Adherence to metformin and the onset of rheumatoid arthritis: a population-based cohort study

M. E. Naffaa, V. Rosenberg, A. Watad, S. Tiosano, Y. Yavne, G. Chodick, H. Amital*, V. Shalev

*Corresponding author for this work

Research output: Contribution to journalArticlepeer-review

Abstract

Objective: The aim of this retrospective cohort study was to examine whether adherence to metformin treatment may be associated with lower onset of rheumatoid arthritis (RA). Method: Using the computerized databases of a 2.3-million state-mandated health services organization in Israel, we identified incident RA cases among a cohort of 113 749 adult patients who initiated metformin therapy between 1998 and 2014. Adherence was assessed by calculating the mean proportion of follow-up days covered (PDC) with metformin. Results: During the 18 year study period, there were 558 incident RA cases (61 per 100 000 person-years). Adherence to metformin treatment was associated with a lower risk of developing RA, with the lowest risk recorded among patients with a PDC of 40–59% [adjusted hazard ratio (HR) 0.62, 95% confidence interval (CI) 0.45–0.84] compared with non-adherent patients (PDC < 20%). A mean daily metformin dose of 2550 mg or more was also associated with a lower risk of developing RA (adjusted HR 0.62, 95% CI 0.46–0.84) compared to a daily dose of 850 mg or less. In stratified analyses by gender, the negative association between adherence and the risk of RA was limited to women alone. Conclusions: Adherence to metformin treatment is associated with a reduced risk of developing RA in women. Further studies are needed to assess the effect of metformin on RA development in other patient populations.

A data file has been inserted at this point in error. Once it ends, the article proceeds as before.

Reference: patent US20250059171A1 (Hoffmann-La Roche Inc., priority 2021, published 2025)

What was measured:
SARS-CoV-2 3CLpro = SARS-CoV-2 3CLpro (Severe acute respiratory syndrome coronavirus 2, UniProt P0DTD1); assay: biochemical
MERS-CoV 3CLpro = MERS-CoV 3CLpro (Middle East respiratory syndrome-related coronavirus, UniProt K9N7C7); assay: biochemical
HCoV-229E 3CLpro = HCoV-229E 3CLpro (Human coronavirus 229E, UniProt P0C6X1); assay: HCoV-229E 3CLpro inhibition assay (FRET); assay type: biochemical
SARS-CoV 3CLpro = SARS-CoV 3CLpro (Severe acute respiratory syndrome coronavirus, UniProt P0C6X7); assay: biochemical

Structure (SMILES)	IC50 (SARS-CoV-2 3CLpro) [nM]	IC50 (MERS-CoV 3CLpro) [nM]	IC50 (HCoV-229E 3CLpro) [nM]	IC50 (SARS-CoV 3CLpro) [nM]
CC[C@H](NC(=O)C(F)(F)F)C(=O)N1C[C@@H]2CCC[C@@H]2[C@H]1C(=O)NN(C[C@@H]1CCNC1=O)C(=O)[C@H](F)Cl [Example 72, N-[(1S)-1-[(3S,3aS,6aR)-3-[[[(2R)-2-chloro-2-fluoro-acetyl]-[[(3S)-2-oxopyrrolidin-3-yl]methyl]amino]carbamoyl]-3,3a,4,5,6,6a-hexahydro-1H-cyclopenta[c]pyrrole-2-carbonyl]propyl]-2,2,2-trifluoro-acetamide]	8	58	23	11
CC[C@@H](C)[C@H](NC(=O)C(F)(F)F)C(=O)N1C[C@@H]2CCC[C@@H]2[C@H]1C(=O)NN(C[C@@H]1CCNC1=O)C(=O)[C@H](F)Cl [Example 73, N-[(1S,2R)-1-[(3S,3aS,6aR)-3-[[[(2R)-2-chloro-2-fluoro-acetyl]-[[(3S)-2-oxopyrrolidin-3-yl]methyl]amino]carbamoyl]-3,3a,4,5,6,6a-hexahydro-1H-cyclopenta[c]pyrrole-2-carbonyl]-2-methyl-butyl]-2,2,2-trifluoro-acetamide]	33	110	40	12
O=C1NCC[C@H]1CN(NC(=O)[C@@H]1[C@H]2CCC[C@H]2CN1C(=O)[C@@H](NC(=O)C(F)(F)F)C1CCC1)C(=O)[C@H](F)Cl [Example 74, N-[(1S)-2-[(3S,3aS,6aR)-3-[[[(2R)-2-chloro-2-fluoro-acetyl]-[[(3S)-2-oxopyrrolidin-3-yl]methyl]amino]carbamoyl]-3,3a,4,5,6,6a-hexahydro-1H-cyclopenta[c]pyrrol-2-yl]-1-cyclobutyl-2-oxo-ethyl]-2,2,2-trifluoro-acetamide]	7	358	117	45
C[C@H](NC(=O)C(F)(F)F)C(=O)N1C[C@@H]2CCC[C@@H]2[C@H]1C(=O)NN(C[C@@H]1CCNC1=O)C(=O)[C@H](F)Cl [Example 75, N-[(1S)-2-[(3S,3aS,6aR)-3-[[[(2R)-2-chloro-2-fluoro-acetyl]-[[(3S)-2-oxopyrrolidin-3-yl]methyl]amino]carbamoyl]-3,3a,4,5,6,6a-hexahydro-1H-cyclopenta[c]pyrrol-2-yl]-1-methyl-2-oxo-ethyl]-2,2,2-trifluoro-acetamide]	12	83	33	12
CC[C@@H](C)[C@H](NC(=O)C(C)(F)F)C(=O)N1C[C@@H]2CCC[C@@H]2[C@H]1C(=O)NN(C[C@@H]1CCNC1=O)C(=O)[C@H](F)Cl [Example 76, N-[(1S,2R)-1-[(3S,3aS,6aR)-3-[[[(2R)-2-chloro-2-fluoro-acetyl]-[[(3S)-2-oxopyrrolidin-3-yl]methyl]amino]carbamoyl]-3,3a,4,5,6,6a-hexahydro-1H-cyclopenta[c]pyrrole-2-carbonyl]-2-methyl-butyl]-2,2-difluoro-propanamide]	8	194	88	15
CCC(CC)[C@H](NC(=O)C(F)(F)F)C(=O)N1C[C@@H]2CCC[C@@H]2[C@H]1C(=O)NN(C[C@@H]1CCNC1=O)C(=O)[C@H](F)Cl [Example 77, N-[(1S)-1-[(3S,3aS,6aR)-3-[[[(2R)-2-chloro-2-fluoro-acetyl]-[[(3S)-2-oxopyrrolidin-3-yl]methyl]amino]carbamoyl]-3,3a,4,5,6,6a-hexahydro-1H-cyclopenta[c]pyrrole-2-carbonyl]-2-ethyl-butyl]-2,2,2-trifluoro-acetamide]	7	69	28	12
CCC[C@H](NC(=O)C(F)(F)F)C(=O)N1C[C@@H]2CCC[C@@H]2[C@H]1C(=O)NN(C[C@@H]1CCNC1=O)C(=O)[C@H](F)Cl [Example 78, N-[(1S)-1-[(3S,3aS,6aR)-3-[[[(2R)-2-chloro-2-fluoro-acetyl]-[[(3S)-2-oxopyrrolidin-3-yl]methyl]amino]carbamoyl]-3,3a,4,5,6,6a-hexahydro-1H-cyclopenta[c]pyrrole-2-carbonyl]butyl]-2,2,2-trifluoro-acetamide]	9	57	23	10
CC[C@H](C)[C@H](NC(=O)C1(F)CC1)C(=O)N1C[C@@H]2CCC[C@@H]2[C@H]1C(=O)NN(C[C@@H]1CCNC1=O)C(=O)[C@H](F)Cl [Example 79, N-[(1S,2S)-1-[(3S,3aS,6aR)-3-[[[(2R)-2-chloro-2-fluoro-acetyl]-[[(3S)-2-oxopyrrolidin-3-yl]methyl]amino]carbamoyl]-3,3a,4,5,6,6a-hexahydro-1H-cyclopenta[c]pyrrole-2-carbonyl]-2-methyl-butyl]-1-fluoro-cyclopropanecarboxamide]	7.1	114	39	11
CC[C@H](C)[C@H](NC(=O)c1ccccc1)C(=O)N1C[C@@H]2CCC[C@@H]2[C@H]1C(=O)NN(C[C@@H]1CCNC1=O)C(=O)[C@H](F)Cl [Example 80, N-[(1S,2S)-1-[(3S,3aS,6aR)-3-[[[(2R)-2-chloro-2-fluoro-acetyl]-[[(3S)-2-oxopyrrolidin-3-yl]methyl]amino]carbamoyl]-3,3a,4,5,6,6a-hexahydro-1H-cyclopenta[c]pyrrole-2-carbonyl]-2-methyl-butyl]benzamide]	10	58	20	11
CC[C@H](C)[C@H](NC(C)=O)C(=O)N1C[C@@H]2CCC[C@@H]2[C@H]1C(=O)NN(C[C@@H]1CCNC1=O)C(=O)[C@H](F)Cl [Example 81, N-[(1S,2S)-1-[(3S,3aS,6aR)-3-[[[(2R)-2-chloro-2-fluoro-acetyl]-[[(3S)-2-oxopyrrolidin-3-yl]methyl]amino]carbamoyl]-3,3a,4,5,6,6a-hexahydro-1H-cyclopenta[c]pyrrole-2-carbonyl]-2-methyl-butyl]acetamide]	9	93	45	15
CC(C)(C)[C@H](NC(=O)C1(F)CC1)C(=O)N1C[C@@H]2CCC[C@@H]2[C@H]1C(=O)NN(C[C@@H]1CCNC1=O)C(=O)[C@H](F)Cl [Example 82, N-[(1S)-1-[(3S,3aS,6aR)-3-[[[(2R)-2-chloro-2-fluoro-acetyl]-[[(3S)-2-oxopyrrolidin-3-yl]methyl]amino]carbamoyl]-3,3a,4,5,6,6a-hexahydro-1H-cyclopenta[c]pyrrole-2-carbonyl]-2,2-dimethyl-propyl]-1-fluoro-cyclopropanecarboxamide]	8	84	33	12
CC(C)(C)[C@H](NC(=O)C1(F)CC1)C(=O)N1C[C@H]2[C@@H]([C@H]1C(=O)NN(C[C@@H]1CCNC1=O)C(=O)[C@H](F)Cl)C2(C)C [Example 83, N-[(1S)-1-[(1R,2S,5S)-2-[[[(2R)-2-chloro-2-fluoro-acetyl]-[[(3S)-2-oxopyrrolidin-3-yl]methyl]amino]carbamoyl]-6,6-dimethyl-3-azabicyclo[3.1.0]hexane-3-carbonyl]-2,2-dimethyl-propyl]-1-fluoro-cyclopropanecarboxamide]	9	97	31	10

Original languageEnglish
Pages (from-to)173-180
Number of pages8
JournalScandinavian Journal of Rheumatology
Volume49
Issue number3
DOIs
StatePublished - 3 May 2020

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